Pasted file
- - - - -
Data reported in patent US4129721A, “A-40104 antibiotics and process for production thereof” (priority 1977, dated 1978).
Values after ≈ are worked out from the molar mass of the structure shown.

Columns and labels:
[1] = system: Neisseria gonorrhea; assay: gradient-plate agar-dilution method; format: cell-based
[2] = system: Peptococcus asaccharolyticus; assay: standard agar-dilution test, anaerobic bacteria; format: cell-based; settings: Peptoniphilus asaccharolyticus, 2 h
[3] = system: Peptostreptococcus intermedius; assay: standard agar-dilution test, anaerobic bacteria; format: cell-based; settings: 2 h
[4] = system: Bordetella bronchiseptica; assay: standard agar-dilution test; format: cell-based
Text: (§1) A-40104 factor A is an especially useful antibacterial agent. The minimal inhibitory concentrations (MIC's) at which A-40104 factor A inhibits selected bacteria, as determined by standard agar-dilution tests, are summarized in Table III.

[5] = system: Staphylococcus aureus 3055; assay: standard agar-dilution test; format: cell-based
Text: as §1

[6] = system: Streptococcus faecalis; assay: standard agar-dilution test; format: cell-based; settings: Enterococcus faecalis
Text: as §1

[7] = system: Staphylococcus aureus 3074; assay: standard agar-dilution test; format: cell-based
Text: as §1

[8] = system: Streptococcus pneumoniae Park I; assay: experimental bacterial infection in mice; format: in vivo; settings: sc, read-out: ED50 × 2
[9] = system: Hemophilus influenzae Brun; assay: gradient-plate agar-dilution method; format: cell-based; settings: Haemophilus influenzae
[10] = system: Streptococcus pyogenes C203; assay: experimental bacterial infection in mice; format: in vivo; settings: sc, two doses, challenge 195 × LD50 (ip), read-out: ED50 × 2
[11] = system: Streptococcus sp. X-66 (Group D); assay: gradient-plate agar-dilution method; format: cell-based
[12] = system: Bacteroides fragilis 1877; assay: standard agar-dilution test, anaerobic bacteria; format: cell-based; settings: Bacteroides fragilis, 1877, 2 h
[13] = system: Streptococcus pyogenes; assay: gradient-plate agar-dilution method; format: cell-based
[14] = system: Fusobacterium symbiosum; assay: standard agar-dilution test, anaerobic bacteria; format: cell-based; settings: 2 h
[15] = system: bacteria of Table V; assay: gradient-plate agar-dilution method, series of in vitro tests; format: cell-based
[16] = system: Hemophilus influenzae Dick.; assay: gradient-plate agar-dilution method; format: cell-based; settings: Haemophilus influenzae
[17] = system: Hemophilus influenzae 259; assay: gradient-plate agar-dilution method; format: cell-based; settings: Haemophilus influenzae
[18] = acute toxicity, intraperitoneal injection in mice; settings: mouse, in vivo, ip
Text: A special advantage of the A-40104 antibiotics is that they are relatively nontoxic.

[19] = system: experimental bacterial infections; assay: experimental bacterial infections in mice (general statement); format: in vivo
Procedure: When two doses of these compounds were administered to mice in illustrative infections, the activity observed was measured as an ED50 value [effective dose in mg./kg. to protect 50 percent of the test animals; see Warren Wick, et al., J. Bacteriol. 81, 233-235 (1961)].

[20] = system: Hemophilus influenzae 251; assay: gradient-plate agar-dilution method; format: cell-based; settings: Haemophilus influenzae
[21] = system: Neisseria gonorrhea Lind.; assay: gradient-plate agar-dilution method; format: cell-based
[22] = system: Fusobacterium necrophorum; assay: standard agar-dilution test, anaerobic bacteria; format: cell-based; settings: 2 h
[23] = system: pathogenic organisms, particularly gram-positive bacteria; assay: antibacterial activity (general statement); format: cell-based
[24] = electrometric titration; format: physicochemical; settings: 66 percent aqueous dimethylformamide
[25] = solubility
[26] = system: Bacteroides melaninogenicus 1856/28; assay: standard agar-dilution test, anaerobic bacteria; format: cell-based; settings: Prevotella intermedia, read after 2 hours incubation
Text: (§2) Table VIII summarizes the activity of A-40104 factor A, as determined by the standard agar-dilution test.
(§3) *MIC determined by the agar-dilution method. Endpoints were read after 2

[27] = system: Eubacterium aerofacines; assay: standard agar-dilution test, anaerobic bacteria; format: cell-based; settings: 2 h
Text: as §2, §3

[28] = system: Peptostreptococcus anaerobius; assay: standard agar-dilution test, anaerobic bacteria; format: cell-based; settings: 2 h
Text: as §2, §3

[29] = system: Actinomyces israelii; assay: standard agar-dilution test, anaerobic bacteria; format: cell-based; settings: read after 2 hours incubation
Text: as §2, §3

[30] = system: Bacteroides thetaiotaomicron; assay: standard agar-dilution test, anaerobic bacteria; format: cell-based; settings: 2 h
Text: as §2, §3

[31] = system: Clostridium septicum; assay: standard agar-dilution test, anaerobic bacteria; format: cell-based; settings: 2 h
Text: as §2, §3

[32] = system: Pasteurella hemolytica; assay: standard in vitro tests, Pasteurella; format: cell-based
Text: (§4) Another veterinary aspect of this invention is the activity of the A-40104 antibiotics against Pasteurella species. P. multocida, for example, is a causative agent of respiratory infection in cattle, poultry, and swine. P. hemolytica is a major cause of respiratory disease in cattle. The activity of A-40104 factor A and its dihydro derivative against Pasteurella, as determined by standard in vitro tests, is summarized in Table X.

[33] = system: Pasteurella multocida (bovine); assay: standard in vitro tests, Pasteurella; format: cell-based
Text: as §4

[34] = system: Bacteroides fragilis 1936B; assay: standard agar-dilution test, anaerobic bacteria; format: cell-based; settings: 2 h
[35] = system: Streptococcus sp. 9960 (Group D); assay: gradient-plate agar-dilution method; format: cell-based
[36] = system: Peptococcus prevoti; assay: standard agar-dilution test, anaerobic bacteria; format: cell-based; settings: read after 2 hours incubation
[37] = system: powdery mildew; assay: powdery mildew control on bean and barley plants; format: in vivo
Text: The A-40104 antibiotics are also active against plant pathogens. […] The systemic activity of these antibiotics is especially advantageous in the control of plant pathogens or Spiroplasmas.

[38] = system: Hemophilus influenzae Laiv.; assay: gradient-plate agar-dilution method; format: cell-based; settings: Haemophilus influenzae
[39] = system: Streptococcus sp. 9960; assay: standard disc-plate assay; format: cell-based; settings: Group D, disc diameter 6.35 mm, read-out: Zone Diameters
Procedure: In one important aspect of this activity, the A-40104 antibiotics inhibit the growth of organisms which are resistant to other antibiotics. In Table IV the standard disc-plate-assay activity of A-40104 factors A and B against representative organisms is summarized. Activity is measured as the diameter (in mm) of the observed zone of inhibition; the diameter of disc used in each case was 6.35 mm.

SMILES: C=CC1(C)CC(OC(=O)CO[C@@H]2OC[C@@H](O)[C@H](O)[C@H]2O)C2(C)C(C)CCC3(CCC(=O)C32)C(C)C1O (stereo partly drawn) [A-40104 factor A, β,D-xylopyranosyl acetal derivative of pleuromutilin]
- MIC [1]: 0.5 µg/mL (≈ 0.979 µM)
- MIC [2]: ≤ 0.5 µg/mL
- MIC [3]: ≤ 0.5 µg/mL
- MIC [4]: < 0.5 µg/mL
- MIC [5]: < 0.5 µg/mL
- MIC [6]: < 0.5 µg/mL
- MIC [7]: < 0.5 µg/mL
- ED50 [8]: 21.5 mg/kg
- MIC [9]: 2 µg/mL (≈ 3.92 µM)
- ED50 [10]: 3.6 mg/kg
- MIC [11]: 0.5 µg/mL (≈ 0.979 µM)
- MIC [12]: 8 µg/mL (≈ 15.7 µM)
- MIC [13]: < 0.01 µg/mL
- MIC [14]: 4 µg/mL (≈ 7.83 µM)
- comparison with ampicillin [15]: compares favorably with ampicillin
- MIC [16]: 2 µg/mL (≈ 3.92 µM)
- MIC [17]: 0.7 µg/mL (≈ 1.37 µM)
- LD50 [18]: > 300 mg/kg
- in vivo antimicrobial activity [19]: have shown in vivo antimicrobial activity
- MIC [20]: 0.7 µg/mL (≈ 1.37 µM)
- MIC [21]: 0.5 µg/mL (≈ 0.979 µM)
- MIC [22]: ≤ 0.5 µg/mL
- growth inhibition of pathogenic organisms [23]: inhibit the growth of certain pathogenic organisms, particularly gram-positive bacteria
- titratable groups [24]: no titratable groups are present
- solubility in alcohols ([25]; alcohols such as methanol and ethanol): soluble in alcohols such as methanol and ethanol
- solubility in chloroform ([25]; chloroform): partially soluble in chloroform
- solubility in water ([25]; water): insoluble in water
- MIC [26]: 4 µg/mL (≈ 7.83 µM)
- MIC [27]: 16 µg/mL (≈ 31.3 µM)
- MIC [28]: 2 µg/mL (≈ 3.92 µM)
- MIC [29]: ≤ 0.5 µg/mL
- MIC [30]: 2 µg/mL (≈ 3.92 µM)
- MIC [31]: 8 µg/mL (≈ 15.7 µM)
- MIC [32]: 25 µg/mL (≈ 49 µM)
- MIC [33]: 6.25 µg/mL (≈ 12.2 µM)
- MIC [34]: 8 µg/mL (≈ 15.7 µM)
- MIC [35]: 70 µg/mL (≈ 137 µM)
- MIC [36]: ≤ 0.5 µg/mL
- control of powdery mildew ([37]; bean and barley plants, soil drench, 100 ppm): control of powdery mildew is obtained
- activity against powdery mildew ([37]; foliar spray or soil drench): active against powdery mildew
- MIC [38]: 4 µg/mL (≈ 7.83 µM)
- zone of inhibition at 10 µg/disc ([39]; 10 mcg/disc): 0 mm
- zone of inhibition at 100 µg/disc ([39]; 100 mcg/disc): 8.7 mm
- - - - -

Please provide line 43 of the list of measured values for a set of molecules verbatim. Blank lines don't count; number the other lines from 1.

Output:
Text: as §2, §3